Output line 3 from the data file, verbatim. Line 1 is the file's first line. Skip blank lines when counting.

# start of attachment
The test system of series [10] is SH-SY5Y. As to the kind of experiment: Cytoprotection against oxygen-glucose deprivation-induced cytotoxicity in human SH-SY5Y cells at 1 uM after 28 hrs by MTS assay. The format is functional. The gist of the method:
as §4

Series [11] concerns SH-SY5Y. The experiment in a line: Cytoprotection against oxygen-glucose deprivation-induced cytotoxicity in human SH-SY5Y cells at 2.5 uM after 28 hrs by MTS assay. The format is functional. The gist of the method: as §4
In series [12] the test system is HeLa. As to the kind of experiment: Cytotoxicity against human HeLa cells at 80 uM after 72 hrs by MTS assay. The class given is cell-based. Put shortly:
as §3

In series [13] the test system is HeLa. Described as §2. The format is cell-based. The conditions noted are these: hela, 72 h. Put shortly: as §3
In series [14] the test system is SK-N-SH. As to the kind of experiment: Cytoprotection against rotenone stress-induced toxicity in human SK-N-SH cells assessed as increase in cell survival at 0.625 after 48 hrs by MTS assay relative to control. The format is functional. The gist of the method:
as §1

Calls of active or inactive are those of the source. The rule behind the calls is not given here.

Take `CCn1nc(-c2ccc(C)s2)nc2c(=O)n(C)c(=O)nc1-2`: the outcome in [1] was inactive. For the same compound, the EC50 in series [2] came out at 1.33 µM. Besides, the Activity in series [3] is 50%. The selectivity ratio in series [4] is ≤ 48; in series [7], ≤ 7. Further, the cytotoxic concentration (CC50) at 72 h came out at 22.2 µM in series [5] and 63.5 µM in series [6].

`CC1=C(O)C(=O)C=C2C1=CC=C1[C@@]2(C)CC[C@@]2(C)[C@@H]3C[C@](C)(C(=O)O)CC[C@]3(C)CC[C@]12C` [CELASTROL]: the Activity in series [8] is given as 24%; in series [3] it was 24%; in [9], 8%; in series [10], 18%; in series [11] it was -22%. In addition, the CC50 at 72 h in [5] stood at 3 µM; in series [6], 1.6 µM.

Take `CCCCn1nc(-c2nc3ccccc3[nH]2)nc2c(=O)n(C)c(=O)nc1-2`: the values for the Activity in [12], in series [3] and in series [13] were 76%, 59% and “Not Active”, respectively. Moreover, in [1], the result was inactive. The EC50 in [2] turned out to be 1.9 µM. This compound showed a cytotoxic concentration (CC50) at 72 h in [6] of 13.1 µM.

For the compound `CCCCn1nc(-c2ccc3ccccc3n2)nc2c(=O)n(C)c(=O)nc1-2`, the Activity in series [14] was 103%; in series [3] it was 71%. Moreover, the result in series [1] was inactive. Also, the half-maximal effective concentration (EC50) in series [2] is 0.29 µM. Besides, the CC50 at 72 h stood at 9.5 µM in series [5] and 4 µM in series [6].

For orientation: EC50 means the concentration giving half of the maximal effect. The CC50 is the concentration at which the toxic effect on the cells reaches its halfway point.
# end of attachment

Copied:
Series [11] concerns SH-SY5Y. The experiment in a line: Cytoprotection against oxygen-glucose deprivation-induced cytotoxicity in human SH-SY5Y cells at 2.5 uM after 28 hrs by MTS assay. The format is functional. The gist of the method: as §4